|Title of host publication||International encyclopedia of the social & behavioral sciences|
|Editors||Neil J Smelser, Paul B Baltes|
|Number of pages||6|
|State||Published - 2001|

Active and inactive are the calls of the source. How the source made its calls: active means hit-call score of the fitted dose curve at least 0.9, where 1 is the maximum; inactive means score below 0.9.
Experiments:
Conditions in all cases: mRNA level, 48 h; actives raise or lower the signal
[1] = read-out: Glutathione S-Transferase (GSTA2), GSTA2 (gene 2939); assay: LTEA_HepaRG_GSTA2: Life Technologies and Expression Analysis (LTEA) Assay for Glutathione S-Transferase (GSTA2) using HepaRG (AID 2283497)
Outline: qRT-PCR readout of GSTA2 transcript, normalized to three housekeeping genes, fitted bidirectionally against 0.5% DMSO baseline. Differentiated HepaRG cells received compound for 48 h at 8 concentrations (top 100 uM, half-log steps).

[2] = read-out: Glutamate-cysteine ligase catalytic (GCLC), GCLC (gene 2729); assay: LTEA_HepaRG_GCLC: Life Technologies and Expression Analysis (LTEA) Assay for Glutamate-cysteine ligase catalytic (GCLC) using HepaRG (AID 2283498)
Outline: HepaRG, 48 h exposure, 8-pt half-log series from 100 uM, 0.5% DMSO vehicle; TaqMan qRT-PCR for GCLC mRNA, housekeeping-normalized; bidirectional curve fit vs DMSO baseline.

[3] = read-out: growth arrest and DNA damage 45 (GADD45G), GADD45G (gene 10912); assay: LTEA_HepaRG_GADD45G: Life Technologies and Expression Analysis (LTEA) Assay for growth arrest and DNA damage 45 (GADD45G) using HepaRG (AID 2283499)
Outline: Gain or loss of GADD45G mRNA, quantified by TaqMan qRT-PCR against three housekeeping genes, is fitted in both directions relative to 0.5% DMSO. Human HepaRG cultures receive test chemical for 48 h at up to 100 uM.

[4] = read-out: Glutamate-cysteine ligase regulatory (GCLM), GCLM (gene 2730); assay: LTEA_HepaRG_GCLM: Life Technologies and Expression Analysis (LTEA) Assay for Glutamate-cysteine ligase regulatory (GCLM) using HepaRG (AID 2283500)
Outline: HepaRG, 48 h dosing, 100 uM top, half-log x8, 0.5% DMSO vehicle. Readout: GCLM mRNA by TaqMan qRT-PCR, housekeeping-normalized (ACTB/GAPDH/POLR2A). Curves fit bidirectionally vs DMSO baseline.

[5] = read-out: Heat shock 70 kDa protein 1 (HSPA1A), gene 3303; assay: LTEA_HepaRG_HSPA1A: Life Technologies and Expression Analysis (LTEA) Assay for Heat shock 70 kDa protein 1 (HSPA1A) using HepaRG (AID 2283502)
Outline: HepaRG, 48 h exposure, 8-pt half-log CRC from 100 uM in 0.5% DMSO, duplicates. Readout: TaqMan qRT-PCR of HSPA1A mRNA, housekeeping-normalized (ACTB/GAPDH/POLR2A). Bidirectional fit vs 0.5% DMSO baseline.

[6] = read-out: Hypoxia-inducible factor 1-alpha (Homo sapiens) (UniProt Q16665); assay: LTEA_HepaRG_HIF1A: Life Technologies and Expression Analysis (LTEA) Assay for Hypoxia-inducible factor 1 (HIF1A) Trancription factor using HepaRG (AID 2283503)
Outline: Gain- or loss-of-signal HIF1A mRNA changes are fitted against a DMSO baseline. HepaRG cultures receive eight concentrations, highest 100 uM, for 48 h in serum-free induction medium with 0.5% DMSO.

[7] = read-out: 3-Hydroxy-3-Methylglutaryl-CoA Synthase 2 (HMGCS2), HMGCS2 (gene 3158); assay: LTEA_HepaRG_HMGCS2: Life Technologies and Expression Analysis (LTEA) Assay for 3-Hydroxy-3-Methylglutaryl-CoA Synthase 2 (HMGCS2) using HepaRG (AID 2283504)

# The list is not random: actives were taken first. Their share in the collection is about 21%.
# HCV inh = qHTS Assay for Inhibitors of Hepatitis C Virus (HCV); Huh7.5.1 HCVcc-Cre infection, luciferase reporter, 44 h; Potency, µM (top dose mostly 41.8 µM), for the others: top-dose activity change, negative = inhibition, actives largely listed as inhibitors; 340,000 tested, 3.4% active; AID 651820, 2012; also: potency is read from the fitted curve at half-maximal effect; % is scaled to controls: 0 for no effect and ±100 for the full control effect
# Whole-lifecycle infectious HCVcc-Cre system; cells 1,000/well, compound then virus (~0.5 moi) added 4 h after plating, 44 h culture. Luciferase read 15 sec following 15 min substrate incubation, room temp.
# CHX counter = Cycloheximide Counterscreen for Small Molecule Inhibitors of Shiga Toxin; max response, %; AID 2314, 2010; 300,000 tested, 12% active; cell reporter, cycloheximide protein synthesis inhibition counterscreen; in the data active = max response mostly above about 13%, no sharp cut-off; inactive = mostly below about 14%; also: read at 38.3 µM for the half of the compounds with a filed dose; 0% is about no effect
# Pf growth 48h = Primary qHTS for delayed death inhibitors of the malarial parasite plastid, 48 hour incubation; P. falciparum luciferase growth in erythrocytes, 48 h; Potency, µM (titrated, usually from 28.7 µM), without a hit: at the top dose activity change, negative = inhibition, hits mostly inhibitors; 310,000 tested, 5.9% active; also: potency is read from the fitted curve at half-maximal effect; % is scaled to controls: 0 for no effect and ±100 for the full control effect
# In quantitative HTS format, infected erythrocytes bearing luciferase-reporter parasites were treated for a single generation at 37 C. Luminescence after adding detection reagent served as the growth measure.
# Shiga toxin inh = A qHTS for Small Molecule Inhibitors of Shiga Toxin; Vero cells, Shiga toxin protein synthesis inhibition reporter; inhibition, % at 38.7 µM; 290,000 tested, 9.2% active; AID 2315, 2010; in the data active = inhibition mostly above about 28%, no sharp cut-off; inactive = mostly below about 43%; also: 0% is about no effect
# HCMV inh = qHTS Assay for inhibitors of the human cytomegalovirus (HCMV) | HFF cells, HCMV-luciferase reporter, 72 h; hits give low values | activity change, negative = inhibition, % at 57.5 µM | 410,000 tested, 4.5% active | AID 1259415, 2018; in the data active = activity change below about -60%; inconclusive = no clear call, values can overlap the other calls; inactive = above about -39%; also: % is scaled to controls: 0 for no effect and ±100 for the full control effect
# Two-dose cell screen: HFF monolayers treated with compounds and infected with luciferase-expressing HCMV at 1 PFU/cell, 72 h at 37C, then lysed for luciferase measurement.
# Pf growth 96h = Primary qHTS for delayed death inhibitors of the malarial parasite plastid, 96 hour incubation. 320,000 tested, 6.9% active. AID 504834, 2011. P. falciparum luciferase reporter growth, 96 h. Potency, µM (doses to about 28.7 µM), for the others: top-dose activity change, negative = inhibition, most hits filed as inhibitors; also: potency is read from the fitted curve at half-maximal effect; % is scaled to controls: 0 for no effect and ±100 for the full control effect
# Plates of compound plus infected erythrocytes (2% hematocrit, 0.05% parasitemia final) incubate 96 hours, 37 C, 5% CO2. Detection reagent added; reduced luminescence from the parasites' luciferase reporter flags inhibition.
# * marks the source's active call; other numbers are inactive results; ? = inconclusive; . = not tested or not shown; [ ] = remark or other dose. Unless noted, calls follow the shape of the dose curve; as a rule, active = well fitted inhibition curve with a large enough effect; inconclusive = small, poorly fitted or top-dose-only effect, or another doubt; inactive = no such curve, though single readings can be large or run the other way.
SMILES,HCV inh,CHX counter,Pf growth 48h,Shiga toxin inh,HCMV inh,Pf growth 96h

Personality psychology is the scientific study of the whole person. In their attempts to provide accounts of human individuality, personality psychologists have traditionally developed theories and conducted research on aspects of human nature, individual differences among persons, and intensive examinations of the single case. Personality psychology emerged as a social-scientific discipline in the 1930s with the publication of the field's first authoritative text by Gordon Allport. The field has been marked by the production of many grand-scale theories, such as those proposed by Freud, Jung, Adler, Allport, Murray, Eysenck, Rogers, and Kelly. Since World War II, personality research has focused a great deal of attention on the measurement of individual-difference constructs, culminating in recent years with the emergence of the five-factor model (Big Five) as a comprehensive taxonomy of broad dispositional traits. Individual differences in many personality traits show considerable longitudinal consistency and appear to be at least moderately heritable. In addition to broad personality traits, recent research in personality has focused on characteristic adaptations, which are contextualized variables that typically specify motivational and developmental concerns, and on integrative life narratives.